The Mason City Globe-Gazette from Mason City, Iowa on March 18, 1936 · Page 6
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The Mason City Globe-Gazette from Mason City, Iowa · Page 6

Mason City, Iowa
Issue Date:
Wednesday, March 18, 1936
Page 6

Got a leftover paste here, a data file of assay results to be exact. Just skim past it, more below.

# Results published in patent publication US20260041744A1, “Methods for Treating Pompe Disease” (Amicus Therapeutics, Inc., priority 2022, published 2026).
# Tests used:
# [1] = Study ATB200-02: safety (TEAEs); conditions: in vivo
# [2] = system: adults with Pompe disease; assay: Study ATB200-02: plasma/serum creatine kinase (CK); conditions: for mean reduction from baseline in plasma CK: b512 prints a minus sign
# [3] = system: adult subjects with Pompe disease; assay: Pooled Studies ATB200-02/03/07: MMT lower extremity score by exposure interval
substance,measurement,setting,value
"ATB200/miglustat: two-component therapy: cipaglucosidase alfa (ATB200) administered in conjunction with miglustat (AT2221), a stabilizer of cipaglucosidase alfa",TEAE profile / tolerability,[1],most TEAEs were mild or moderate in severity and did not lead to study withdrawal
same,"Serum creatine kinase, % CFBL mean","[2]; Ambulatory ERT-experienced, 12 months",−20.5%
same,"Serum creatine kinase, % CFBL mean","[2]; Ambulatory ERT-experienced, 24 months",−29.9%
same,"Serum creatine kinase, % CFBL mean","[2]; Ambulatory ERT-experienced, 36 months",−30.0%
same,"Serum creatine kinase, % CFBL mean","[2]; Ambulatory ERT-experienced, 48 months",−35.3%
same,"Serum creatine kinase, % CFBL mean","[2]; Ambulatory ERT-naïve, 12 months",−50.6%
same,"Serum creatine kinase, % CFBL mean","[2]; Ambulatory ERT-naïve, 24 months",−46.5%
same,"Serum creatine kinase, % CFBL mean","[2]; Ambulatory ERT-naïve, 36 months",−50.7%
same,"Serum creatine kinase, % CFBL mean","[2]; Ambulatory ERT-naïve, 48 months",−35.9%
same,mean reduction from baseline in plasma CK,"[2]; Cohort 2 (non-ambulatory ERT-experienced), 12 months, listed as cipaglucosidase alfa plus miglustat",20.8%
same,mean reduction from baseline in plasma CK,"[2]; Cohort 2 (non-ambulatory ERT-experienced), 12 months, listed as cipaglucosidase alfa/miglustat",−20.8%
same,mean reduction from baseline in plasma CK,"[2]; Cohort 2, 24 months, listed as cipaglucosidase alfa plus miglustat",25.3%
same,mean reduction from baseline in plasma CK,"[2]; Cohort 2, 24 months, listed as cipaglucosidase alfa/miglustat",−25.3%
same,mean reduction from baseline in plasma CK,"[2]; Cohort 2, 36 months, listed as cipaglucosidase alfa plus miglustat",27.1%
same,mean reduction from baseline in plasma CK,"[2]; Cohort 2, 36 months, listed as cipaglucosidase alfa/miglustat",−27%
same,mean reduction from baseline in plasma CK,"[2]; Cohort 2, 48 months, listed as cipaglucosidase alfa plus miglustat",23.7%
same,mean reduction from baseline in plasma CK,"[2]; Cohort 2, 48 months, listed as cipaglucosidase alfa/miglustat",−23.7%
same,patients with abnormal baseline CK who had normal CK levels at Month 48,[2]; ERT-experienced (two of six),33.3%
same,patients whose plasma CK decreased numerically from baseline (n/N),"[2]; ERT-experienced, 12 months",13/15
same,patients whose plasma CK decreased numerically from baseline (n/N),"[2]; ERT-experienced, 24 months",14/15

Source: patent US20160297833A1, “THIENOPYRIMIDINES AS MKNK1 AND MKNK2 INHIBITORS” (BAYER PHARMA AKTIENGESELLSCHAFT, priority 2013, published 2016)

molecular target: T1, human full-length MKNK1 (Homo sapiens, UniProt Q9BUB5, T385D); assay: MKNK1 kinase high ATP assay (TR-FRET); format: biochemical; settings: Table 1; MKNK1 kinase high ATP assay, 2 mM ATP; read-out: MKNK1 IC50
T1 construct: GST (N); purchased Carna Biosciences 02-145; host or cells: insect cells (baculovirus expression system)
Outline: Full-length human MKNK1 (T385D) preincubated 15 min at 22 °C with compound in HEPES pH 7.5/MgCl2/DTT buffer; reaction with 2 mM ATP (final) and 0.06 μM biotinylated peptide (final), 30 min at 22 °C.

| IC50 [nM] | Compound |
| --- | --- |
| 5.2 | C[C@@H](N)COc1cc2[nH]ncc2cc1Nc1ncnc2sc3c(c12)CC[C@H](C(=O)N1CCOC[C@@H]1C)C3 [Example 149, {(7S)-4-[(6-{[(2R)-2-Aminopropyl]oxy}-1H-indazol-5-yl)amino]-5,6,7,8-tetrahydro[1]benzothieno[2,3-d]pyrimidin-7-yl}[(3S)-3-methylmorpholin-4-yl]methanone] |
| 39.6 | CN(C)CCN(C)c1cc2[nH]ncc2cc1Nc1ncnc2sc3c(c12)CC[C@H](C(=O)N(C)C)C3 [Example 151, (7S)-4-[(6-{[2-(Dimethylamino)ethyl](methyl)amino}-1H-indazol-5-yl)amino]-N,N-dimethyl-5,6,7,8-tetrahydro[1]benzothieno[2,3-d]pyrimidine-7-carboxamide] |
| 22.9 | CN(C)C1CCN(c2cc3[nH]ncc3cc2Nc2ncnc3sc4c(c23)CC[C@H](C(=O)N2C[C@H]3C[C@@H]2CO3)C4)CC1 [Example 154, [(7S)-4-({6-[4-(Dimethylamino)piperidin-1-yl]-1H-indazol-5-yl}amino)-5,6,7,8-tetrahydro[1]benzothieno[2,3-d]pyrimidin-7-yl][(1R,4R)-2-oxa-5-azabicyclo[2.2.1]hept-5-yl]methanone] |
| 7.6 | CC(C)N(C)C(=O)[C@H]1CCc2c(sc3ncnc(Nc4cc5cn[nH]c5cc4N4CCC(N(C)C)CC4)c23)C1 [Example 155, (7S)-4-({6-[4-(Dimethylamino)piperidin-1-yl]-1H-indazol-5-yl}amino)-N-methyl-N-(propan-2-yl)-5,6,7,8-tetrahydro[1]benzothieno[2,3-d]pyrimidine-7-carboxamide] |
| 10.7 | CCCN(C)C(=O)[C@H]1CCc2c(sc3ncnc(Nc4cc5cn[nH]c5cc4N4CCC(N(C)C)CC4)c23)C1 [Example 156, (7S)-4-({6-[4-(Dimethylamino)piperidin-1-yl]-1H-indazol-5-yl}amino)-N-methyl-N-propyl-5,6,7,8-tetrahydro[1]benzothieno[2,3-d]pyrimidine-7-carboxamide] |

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MASON CITY GLOBE-GAZETTE, MARCH 18 1936 MASON CITY GLOBE-GAZETTE AN A. W. WEB NIWSriPER Inued Every Week O»y Dy the MASON CITY GLOBE-GAZETTE COMPANY 121-123 East state Street Telephone No. 9800 MEMBER, ASSOCIATED PRESS which Is delusively entitled to the tue lor publication ot all news dlipatctiei credited to It or not otherwise credited In this paper, aod all local news. MEMBER. IOWA DAII/Z PRESS ASSOCIATION, with Del llointt news and business oftfcefl at 405 shops Buddies. SUBSCRIPTION BATES Kuon City and Clear Lake, Kajon city and Clear Lake, by the j-tar $7.00 ny the week J .10 OUTSIDE MASON CITY AND CLEAR LAKH Per year by carrier ..... $7.00 By mall 6 months $225 Per wwk by carrier .... 9 .15 By mall 3 months ...... S1.25 Per year by pmll ..- jt.OO By mall 1 month * .50 OUTSIDE 100 MIT.F, ZONE Per year....16.00 six months $3.25 Three months...yx.7fi METERED PARKING newspaper has had no enthusiasm for the metered parking plan instituted by a city in Oklahoma a few months ago. Charging for the space one's car occupies on the public streets seemed to us to be taking to collecting for the air one breathes. That was our off-hand estimate of the plan. To tur surprise, and' somewhat to our dismay, we have aoted, however, that the idea has spread. In many places it is being hailed as the most likely solution of the growing problem of downtown parking. In the current issue of ."Public Safety," a publication ot the National Safety Council, there is presented, apparently with organization approval, the case for the parking meter. After detailing the difficulties involved in enforcement of parking restrictions, the writ, er proceeds as follows: "Metered parking has been devised to overcome these difficulties and make parking supervision pay for itself. A coin-operated meter standing at the curb shows when a car has over-stayed its time. Any officer can tell whether a car is legally parked regardless of whether he has been in that block before, during the last 24 hours, seven days or twelve months. "Twenty feet is allowed for each parallel parking space, and the meter 'is installed on the curb at a point opposite which the radiator of the parked car should appear-. After parking the motorist drops a nickel in the slot and immediately a flag is raised, indicating by a. pointer the time allowed in that space. Then the pointer moves gradually toward zero as the remaining time becomes shorter, and the flag drops out t£ sight when the time has expired. "The nickel is a service charge for metering the itime which is, allotted "to each driver. It is not considered rental of the street space. The same charg is made for metered parking, regardless of the zone A nickel is charged for a 15-minute area as well as a 2 hour one. "Drivers like metered parking. The ease with which violations are detected reduces greatly the amount of overtime parking and the monopolization of parking spaces. Drivers can go to destinations in the central business district and find places to park where formerly none was available. "The long-period parkers are thus driven to unrestricted zones or off the street entirely. Officials fee justified in running these 'parking hogs' off the streel because storage of cars is not considered a responsibility of the city. "Metered parking makes getting in and out of (spaces easier than is common in other types of parking enforcement. With 20 feet allowed for each 'stall 1 where the parking is parallel, and with the cars parked with the radiator even with the meter, each driver has nearly 25 feet of space in which to maneuver. Once Trained on his income tax, dad ought to be able to give Willie gome good help on hia arithmetic right at.thi* time. By predicting "fair" every day, you'll be right 65 per cent of the time, according to weather bureau statistics. Short story: America's food bill is 1114 billions yearly; America's tax bill is 12 billions yearly. Gene Talmadge's popularity hi Georgia appears to be much like that of a skunk at a lawn party." Contemporary Europe suggests that old B. L. T. expression, "our go-called human race." The average American is more in danger from automobiles than from war. The lure of politics has wrecked many a fine nonpolitical organization. There is little hope for peace so long as there are dictators. The PROS and CONS OBSERVING parked, he needn't fear that other parkers will 'close in .on him!' so that he will not be able to get out. Any 'pushing around' to make an extra space where Jt is not warranted is immediately conspicuous and in k violation of regulations governing metered narking. "Where angle parking is permitted the meters are spaced somewhat closer together, depending upon the angle. The cars are so spaced that the right front, tender ig driven directly up toward the meter. The procedure Is otherwise the same as for parallel park ing. "Metered parking discourages double parking. Because of the frequent turnover in the use of spaces, double parking is 'ordinarily inexcusable. It immediately brands the owner of the car as a 'cheap skate' who would violate the-law to save a nickel. Such a practice also violates the spirit of sportsmanship in the eyes of those who have paid their nickel service charge for the use of the space. "There are those who get free parking space for Short periods of time. They drive into spaces from which other cars have gone before the time limit has expired. If they do not stay too long they get free parking space, but if they overstay the time for which the previous parker paid, they are branded as violators by the flag on the meter. "Where there is a of short period parking in zones of appreciably longer limits, this parking- on uhexpired time of former .parkers may be quite common, particularly for those who may run into a store to get a package" or who stop at the curb for a passenger." . Tha remainder of the article is given over to de- HOOVER NOT A CANDIDATE Cherokee Times: · If any further evidence were re quired to establish the fact that Herbert Hoover i» not seeking a re-nomination for the presidency this year, it was supplied by Mr. Hoover himself in his address at Colorado Springs. In the course of tha address, generally accepted as by far the ablest ad dress so far delivered by any- speaker in the presem campaign, Mr. Hoover said: "I have had every honoi that any man could want, and I want no more." No one could make a plainer declaration than that. I would be presumptuous on the part of Mr. Hoover to decline a nomination that has" not been tendered him but he has left no doubt of the fact that he has no desire or intention of seeking a nomination. A SALUTE TO HERRING Northwood Anchor: This paper has said somi things not entirely complimentary to Governor, Hering, and the writer believes such comment was justified. Governor Herring is now going to get a com. pliment in this column because of his.refusal to commute the death sentence of Arch Breeding, Red Oak man who was sentenced to hang for the murder of his wife. AN IMPOSSIBLE* CAMPAIGN Rock Rapids Reporter: They may convict Hartzell. They may even draw and quarter him--but that's only one step in an impossible campaign, a campaign to educate folks to shun all schemes of the get rich variety. You can jail all promoters--but you can never do away with that very human desire to take a chance, for a promised profit that would be a whopper. BOOTLEGGER IS STILL WITH US Fairmont Sentinel: Investigators in all parts of the country tell this cocktailed world the same story. Bootlegging is on the increase everywhere. A nation wide survey confirms the recent statement of a high government official that at least half of the liquor consumed is illicit. YOU PAY 67 TAXES Emmetsburg Reporter: Sixty-seven different kind WHO COULD OBJECT TO SUCH A bBEED. can't quite conceive how any good American could object to committing himself or herself to such a patriotic creed as the following: "I believe in the United States of America as a government of the people, by the people, for the people; whose just powers are derived from the consent of the governed; a democracy in a republic; a sovereign nation of many sovereign states; a perfect union, one and inseparable; established upon those principles of freedom, equality, justice and humanity for which American patriots sacrificed their lives and fortunes. "I therefore believe it is my dut; :o my country to love it; to suppor ,ts constitution; to obey ita laws; respect its flag; and to defend i against all enemies." --o-A HOSPITAL VIEW OF AtJTO RECKLESSNESS am passing along here a re porter's description of a hos. scene, written mucT after the manner of the now fa mous "And Sudden Death" article It is from the Lincoln, HI., Evening Courier and it has been passec along by C. E. G. of Mason City: "The after-midnight stillness in Lincoln hospital was broken recent ly by subdued bustle and orderly activity as four emergency case were brought in. "Lights sprang up in the operat ing room. Still forms were trun died through the halls. "Four young men, three of them unconscious from skull fractures had terminated an evening of pleas ure when their speeding car collid ed with a truck. "There was no sleep for other pa tients on that floor the remainder of that night. "Shrieks of delerium and piteous groans of agony filled the air. "One of the victims was relieved 3y merciful lours. The death within a few grinding of crushec of federal taxes, collected through 131 separate levies were imposed by the federal government in the fisca year which ended last June 30, according to an an ilysis reported last month by the Merchants' Associa tion of New York. DESPITE ITS HANDICAPS Nashua Reporter: It. is said that seven oat o every ten pounds of butter substitutes produced are eaten by the farmers of the country. In spite of tba handicap dairying was the only industry that even made a pretense of paying a return during the. late depression. DIMINISHED POPULARITY EXPLAINED Davenport Democrat:" One reason why congress men are not as popular as they used to be is that the department of agriculture at Washington hasn't dis tributed any free seed for over 13 years. TALLE CALLED ABLE Oelwein Register: Professor Talle is one of th ablest men in the district and would no doubt make good race against his fellow townsman for the if he obtains the nomination. NO ACCOtTNTING FOR THIS Cedar Rapids Gazette: That Illinois woman re sumed her yawning just as the Nye committee discon tinued its inquiry into the causes of the last war. How does one account for this? OLD DANCES COMING BACK Clear Lake Reporter: Members of the nationa tailing the experience of Dallas, Texas, where 1,000 dance league predict that the cotillion--the squar meters are in operation. Receipts are averaging $10 dance of our grandfathers--will become "all the rage month from each meter, or a grand total of |120,00 for all of them. Employment has been given to nin persons in servicing the meters, 'making the collec tions, marking the parking s;talls and checking th violations. Thus it will be seen that the meter plar Ss more than selfliquidating. To quote again: "This is a complete reversal of the usual experience in the enforcement of parking, time limits. Such enforcement is usually a source of financial loss to the city and, at the same time, a source of grief to the enforcement officials. But the experience in Dallas is that merchants in unmetered areas are petitioning for the installation of meters so that shoppers may find easy access to their places of business. They have found that long period parking, double parking and traffic congestion are ·definitely not sources of prosperity." The article closes with a reference to district court action in Oklahoma giving approval to the meter plan In an injunction action based on a claim that the plan interferes with the free use of streets as provided by statute. The court's reasoning in dissolving the injunction was that "free use" of streets relates to use for the purpose of travel and that parking is a privilege granted by the city rather than a statutory right. .HUGHES AND FRILEY mHE'most fortunate circumstances with respect to President R. M. Hughes' retirement from active president to president emeritus of Iowa State college 3s that he and his stimulating influence are not be lost from the campus. He is to remain at Ames, free from his heavy administrative responsibilities, for a work among students even more direct and personal than it has been up to this time. Dr. Hughes has presided over Iowa State college through Its most trying ten years. On reduced expenditure, he has held the institution to highest academic standards. But the story of President Hughes isn't complete that doesn't cover his contribution to the high moral tone of classroom and campus. Dr. Charles E. Friley in his four years at Ames has demonstrated an admirable administrative ability. He knows the Hughes aims and ideals as well as the Hughes methods. Every sign points to a fruitful era ahead for this distinguished institution under this new administrative setup. ERRATIC STRAW VOTES Boone News Republican: If the current straw votes show which way the wind is blowing, it must to a whirlwind, judging from the variance of what they show. G. O. P. STRATEGY PROPHECY Keokuk Gate City: The strategy at Cleveland wil be to pull the republican elephant out of the slough of despond with a team of dark horses. FARLEY'S UNFORTUNATE AFFLICTION Cherokee Times: It-is unfortunate for the country that Mr. Farley is color blind and cannot tell .red from black. CREDIT CLASSIFICATION Lake Mills Graphic: Some pay their bills when due, some when overdue, some never do. How do vou do? POETS EVERYWHERE Dedicated to the cause of Bringing the Soy and Inspiration of Good Verse Into the tlvej of Hank tod FBe lowans. By LOP MAIXORY LUKE, Hampton pORINNE ROOSEVELT ROBINSON, daughter of **' the first Theodore Roosevelt, was born in 1861 and died in 1933. In her youth she lived at Oyster 3ay. She and her father went on many long lovely drives to remote spots where they read aloud to each other. When she was ten years old she went abroad with her parents and was put in a German family in Dresden, Germany, to learn the language. Her first effort in rhyme called, The Lament of an American Child in a German Family, was written because she was homesick. Her first volume of poems was pub- ished by Chas. Scribner's Sons. FROM THE CASTELLO My window is a frame for one dark tree; A sentinel cypress focussing the eye To fall beyond it, 'gainst a morning sky, On one small town that nestles quietly' Against the gray-green hillside lovingly; I hear the church bells; like a gentle sigh The breeze moves slowly, lingeringly by, Bringing their fuller meaning back to me. 0 little town of dreams, and deep sweet bells, That clings against a line of lilac light! What mystery, within, of beauty swells, Enriching all my being as I gaze, Knowing, no matter what may come of night-1 shall possess thee now for all my days! Reprint. bones in his chest could be heard above the agonized death rattle in lis throat when the end came. ' "A companion, calling, calling in his own delerium for a pal who would never answer, yas held by wo nurses, three--but not for long. iVith the superhuman strength of he mortally injured and of the insane, he arose to fling friendly at- endants across the room. "Then a strait-jacket. He was ministered to. The cries grew fainter. Came another day and he, too, had passed beyond. "Young wives and children were left bereaved, as have thousands upon thousands of others been bereft by the Sudden Death that lurks along the highway." ENGLISH INFLUENCE IN SOUTH AFBICAN JPAPEB recently had the opportunity to scan the pages of "The Times" of London and the "Cape Times" or Cape Town at the southern end of Africa. My first impression was of the similarity of the makeup, in strong contrast to the American style. There is no news on the first' page of either paper and in "The Times" of England, none on the last page; and though the copies were issued in times of great public interest, One just after the last election and both the others in the week of the death of the king, there is no news until one reaches the middle of the 20 page paper and then no "banner lines." Births, marriages, deaths, bus and aerial transport, shipping news, schools, want ads, legal notices, sports news, court discussions, entertainments, foreign news--sometimes 10 pages, and then, in the middle of the paper, the results of the election or the description of the procession of the funeral of King George--in this case well illustrated. In the Cape Times, six pages of ads come first and on the tenth page, half way through, come editorials and a description of the pageant of the royal funeral. I notice that the London Times is number 47,221, which goes back to toe time of the American revolution. The comic strip, "Bringing Up Father," is in the Cape Town paper, as also George Arliss in "The Guv- 'nor." ' The cosmetics and patent medicine names are familiar. Though separated by thousands of miles of ocean and land the British styles and customs survive 1 even where the names are distinctly of Dutch origin, as in South Africa. The postage on the 20 page "Times" is 2 pence, and I notice that some of the seats which were offered from which to view the funeral procession were listed at 10 guineas or about S50; and the 'Cape Times" heads its description of the funeral . procession as a 'Mixture of the Medieval and Modern." But it lauds King George as ruler. --o-- HELVETIDS WAS AT THE RECEIVING END. "can answer a part of your recently propounded question about the man at re- eiving end when Voltaire uttered Is famous remark about the right f a man to express his opinion," /rites H. E. W. "He was speaking to lelvetius. But who the heck Hel- etius was or what the circum- ;anc'es were under which the remark was offered, I'm unable to say this time. I may write you again." Answers to Questions By FEEDERIC .1. RASKIN MEASE MOXE--A reader can get the answer to any question of fact by writ* ing Mason City Globe-Gazette Information Bureau, Frederic i. Haskin, Director, Washington, D. C. Please inclose three (3) cents for reply. How long will it take to fill the reservoirs back of Norris dam? W M. The gates were closed March 4 and .filling of the lake will not to accomplished until next fall. Are any states unrepresented b; a distinguished citizen in Stotuar hall in the Capitol at Washington' M. D. There are 12 states unrepresentei by statues in the capitol, Louisiana Colorado, Montana, Nebraska, Nev ada, New Mexico, North Dakota Oregon, South Dakota, Utah, Wash ington and Wyoming. Due to th weight of the statuary, it-has been found necessary to relocate many o. the statues in other part of the cap itol. Statuary Hall now contains 30 Hall of Columns, 16; and various other suitable .locations, 16. How many visit the U. S. Botanic garden in a year? T. S. Ending June 30, 1935, 116,806. For what.act" of.bravery did the late Brigadier-General Mitchell receive the distinguished service cross? M. F. The citation was not for a single act of extraordinary heroism in the face of the enemy, but for repeatec acts of extraordinary heroism in action while in France during the World war. What metal is used in the decorations on the Chrysler building in New York? F. M. The exterior designs of eagles, gargoyles and acorns, as well as the 185 foot dome, are made of Nirosta, an alloy of iron, chromium and nick' el that will not rust, tarnish or corrode. When did Negro collegiate football begin in this country? M. K. According to Menke's All Sports lecord book, Negro college football had its beginning in 1894 with Howard university, Washington, D. C., and Lincoln university, Pa., playing he first game in the east, and Tiis- segee institute, Ala., and Atlanta Ga.) university engaging in the irst southern contest the same year. Who founded the Cunard Line? . L. Sir Samuel Cunard (1787-1865). Of what nationality is Montague Glass, author of Potash and Perlmutter? L. F. Born at Manchester, Eng., Jewish 'arentage. Do Indians obey fish and game aws? S. S. The office of Indian affairs says the Indians have no right to hunt utside of their own reservation ,-ithout complying with the game aws. Indians may hunt within their eservation without complying: with he state game laws, but the Indian ffice endeavors to have them ob- serve the same rules so far as may be practicable. However, as Indians are more largely dependent upon game for their living, it is not practicable to limit them absolutely to the state game laws, so long as they stay within their own reservation. This'applies to fishing also. When was The American's Creed written? W. A. . By William Tyler Page, clerk of the house of representatives, in 1917. What is "the Fuel City?" E. J. Applied to Clarksburg, W. Va., because of its situation in the midst of rich gas, coal and oil fields. How many Indians have organized under the Reorganization act? P. B. Twenty-four Indian tribes with a total population of 34,973. Is White Russia an independent republic? J. D. Only about a year from 1918 to 1919. It then became one of the con- stitutent republics of the Union of Soviet Socialist Republics. What is the date of the opening of the Texas Centennial exposition at Dallas? F. T. Will open June 6 and close Thanksgiving day. Who was the maid of Saragossa? L. R. A heroine of Spanish history named Agustina. In the siege of Saragossa by the forces of Napoleon in 180S-09, Agustina's lover was slain. She took his place in the artillery and served with great heroism until the city was forced by famine to capitulate. Almanac Finds Favor It was supposed that the demand for Uncle Sam's Almanac would be over during the first few days of the new year--but no sirree! The orders for this popular publication are still Tolling in. Edition after edition has been exhausted. Another 5rintmg is now on the press. It answers thousands of questions and s Deeded every day in the year. iiclose 10 cents to cover cost and handling. Use coupon. Mason City Globe-Gazette Information bureau, Frederic J. Haskin, director, Washington, D. C. I inclose 10 cents in coin (carefully wrapped) for Uncle Sam's Almanac. Name Street City State (Mail to Washington, D. C.) NIGHT REUEVE5 COLDS WITHOUT "DOSING" C O A L Glendora Lump, t o n . . $9.50 Kentucky Jack, t o n . . $9.00 Indiana Lump, t o n . , . $8.50 Illinois Lump, t o n . . . $7.50 Diamond Lump, ton. . $6.50 Diamond Nut, t o n . . . $6.00 W.G. BLOCK CO. PHONE 563 Ann Kingsley Says . . . PASTEURIZED MILK contains an abundance of lime, the lack of which causes soft teeth, early decay, bow legs and rickets. More than one quart a day is added assurance of healthful strength. When you serve PASTEURIZED MILK to your children, either as a drink or with other foods, you are giving them the highest percentage of these healthful qualities, with purity and sweet cleanliness assured by laboratory testing. Our milk is bottled fresh daily. HERMANSON BROS. DAIRY PHONE 646 JUST IMAGINE- GETTING100% PURE PENNSYLVANIA OIL AT SUCH A LOW PRICE. THAT'S ONE OF THE BEST BARGAINS I EVER HEARD OF. Y O U ' R E JACK. WHEN YOU CAN BUY THE BEST OIL IN THE WORLD ! AT WARDS PRICES, A MAN WOULD BE FOOLISH NOT TO L USE IT. Wards STANDARD was made f o r trie I n - b e t w e e n ' ' p o c k e t b o o k ! If you operate your car on a limited budget, Riverside Standards will exactly fit your needs! They'll give you more mileage than any other tire of comparable quality--yet they cost you much less! You get the famous Riverside center traction safety tread of thick Vitalized rubber; stronger cords--Latex dipped to minimize blowout dangers; and many other famous Riverside features! WRITTEN GUARANTEE Against EVERYTHING that can happen to a tire in service! Complete protection against EVERYTHING--WITHOUT LIMIT as to months or miles! SIZE 4.40-21 4.50-21 4.75-21 4.75-20 5.00-19 5.25-18 5.25-21 5.50-17 4 PLY $5.25 5.50 5.50 5.85 6.20 6.75 7.45 7.50 B PLY $ G.60 6.60 fi.60 6.95 7.50 S.10 8.90 8.65 LIBERAL TRADE-IN ALLOWANSE WEEK-END SPECIAL This Quality Usually Sells for 15c a Quart! Stock Up Now! Wards Commander MOTOR OIL For complete motor .protection use Commander Oil! If your car is an "oil eater" you can afford to let it use plenty at this low price! Lay in a supply now and save! Bulk Price. Inc. ~ fl f ^ Tax Free Crank Case Service -- Complete 5 jt. Change, 35o 29c 29c Bumper Jack. Wards Radia- Lif(s and whl. tor Flush and clear--Easily! Cleaner. OIL CONTROL SET 29c $1.10 S PC. Ignition B m e r g ency Wrench Set. T i r e Pump. 13 PC. set 49c. iy t " barrel. R e g . 8 9 c. Matched piston ring sets for Ford A or B. All oversizes. Also Rings for all Makes of Cars. 11 o n n e cting- I5od for Chcv. 29-31. Exch. $4.45 King and i'(«- ion Gear lor Ford A. 19c Tube Repair Kit. 2 tubes of cement. ' 19c P i n t Wards top dressing ,fc brush, $2.29 Muffler f o r Ford A with Exhaust pipe. $1.19 Muffler l o r any Chev. 4 or 6. 1916-82. $1.29 Water Pump Assembly for any Ford A. $1.29 Water Pump Assembly for Chev. 29-34. 33c Supreme quality s p a r k plug. Save! . 25c 10 yd. polish- I n g c l o t h . D'ble. Width, 102-4-6 South Federal Ave. Telephone 57